Berkeley Mayor Jesse Arreguín, outgoing campus Chancellor Nicholas Dirks and UC President Janet Napolitano are three of more than 1,200 U.S. state, local, higher education and business leaders that have pledged to support climate action to meet the Paris Agreement.
The Paris Agreement is an international accord by 195 countries which attempts to mitigate the impact of climate change. Last Thursday, President Donald Trump announced his intent to withdraw the United States from the Paris Agreement.
Arreguín, Dirks and Napolitano are all signatories of an online declaration titled “We Are Still In” — according to a Monday press release, these signatories have committed to “delivering concrete emissions reductions that will help meet America’s emissions pledge under the Paris Agreement.”
“The City of Berkeley has always been at the forefront of environmental leadership. Now more than ever, it is urgent we take bold leadership to address the climate crisis,” Arreguín said in a Monday press release. “I am introducing legislation for Berkeley to continue its commitment to the Paris Accord. The world cannot wait and neither will we.”
Arreguín has signed the pledge alongside more than 200 mayors, including Richmond Mayor Tom Butt. Butt said his city has been on the forefront of dealing with climate change for several years — in fact, Butt added, almost all the innovation in the fields of renewable and energy conservation have come from cities.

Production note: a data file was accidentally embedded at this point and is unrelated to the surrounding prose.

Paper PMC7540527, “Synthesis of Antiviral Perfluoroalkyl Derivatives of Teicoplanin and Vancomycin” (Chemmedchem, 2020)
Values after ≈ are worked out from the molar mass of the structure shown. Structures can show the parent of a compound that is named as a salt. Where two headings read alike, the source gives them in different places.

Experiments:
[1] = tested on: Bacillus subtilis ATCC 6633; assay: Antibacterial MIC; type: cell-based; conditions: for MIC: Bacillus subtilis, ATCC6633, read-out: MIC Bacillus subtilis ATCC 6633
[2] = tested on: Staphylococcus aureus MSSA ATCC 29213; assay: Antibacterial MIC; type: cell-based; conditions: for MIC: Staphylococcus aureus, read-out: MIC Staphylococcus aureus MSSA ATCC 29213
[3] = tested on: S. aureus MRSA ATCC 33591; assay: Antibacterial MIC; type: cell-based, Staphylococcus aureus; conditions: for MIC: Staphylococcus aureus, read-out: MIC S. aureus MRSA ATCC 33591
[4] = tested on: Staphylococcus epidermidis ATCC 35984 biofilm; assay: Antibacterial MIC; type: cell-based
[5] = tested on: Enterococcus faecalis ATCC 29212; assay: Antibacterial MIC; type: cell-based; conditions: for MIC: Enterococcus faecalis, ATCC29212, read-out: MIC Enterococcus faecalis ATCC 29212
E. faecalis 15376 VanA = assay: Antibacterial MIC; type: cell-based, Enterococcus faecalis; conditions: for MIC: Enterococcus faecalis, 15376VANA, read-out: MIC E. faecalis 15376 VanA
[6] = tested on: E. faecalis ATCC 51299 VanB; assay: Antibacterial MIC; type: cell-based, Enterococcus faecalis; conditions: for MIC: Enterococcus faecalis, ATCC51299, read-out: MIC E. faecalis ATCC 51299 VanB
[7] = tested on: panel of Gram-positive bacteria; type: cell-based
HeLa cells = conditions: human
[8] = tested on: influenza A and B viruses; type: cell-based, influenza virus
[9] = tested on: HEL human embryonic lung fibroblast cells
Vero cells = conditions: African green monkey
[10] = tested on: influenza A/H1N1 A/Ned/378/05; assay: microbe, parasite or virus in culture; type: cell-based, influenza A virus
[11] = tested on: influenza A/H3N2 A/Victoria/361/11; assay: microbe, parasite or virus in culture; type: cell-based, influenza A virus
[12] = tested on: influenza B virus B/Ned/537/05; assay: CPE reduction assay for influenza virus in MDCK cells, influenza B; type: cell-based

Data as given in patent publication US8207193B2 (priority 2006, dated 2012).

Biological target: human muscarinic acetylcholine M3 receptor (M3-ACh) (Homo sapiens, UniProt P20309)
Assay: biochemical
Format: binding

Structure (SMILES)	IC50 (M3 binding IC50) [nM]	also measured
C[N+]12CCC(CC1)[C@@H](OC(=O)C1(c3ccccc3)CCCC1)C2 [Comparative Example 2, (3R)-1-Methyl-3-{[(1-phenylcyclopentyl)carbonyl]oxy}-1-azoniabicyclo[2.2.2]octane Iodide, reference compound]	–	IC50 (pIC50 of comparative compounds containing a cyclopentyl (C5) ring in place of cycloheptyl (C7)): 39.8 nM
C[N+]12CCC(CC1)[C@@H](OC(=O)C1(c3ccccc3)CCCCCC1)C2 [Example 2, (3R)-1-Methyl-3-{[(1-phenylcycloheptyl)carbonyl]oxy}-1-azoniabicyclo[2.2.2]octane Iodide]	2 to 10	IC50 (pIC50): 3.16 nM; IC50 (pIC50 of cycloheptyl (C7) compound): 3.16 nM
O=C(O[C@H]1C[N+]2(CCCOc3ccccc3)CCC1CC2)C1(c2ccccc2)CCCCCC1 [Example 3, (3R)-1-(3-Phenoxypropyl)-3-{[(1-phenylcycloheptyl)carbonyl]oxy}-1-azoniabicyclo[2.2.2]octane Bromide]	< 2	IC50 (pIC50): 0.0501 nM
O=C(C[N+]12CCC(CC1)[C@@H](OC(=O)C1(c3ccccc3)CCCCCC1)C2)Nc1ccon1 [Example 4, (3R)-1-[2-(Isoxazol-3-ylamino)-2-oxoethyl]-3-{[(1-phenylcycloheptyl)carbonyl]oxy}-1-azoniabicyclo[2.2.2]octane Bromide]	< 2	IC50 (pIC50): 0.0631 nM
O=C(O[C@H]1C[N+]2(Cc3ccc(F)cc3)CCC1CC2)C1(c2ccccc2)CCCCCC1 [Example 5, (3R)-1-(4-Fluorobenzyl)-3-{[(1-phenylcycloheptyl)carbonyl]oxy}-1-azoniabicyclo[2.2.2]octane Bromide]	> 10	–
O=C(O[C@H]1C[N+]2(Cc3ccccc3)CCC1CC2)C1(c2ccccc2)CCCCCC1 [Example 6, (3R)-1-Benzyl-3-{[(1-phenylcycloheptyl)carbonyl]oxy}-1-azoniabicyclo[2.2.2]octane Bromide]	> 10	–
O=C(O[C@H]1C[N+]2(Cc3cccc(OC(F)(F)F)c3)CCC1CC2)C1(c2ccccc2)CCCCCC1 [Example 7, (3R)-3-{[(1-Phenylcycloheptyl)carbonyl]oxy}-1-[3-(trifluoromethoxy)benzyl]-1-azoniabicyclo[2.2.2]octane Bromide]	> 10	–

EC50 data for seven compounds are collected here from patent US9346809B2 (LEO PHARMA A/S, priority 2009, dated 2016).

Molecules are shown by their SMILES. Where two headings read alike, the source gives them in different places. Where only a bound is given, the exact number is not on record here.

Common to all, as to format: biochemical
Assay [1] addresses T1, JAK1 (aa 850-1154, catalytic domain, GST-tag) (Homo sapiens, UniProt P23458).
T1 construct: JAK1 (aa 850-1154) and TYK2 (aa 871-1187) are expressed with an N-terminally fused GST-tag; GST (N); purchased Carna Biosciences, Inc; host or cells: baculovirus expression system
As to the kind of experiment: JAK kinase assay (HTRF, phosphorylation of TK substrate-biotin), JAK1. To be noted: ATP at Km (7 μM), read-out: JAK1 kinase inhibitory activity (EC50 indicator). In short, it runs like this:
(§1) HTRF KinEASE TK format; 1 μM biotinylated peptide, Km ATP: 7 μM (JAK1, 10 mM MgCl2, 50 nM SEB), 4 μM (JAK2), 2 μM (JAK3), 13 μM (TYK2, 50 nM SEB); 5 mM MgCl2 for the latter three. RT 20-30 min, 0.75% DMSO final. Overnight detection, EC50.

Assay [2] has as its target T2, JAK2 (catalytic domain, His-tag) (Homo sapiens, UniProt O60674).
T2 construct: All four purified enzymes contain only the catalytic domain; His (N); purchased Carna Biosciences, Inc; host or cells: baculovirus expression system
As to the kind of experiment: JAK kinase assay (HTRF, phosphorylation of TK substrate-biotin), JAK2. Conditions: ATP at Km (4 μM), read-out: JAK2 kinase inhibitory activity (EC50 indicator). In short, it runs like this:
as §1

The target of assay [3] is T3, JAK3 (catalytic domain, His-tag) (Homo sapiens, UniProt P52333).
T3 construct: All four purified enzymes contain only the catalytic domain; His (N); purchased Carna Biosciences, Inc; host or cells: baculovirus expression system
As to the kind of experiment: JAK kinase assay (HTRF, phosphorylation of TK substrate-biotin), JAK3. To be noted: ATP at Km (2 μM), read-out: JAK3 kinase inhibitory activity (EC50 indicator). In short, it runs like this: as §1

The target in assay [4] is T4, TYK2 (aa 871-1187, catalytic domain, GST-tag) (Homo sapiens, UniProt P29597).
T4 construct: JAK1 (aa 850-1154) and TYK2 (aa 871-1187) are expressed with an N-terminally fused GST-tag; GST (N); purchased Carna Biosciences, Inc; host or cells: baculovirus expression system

Butt said the work of cities and states in driving climate action “almost makes Trump and his policies irrelevant.”
According to Kira Stoll, principal planner of long range planning and sustainability in the campus’s Office of Sustainability and Energy, UC Berkeley plans to continue reducing its carbon emissions through a variety of strategies, such as improving the energy efficiency of campus buildings and installing solar panels on campus.
In an emailed statement, Dirks said the campus’s public mission “demands that we rise to the challenges presented by global climate change.”
“We have extraordinary expertise in climate science, sustainability, public policy, and clean energy,” Dirks said in an emailed statement. “The University is committed to re-doubling our efforts and work in close concert with those nations, entities and organizations who believe in science and remain determined to address this peril to our planet.”
Campus spokesperson Dan Mogulof added in an email that Chancellor-designate Carol Christ intends on maintaining the pledge after the administrative transition and is committed to supporting the goals outlined in the Paris Agreement.
University of California Office of the President spokesperson Stephanie Beechem said in an email the university is committed to meeting its pledge to become carbon neutral in our operations by 2025 and Napolitano was “proud to join a growing number of governors, mayors, businesses and academic institutions across the U.S.”
“As president of the nation’s largest research university … I am deeply disappointed in President Trump’s decision to withdraw the United States from the landmark Paris climate agreement,” Napolitano said in a Friday UCOP statement. “The importance of a global coalition taking coordinated action to reduce greenhouse gas emissions and to avert the worst consequences of a warming planet cannot be understated.”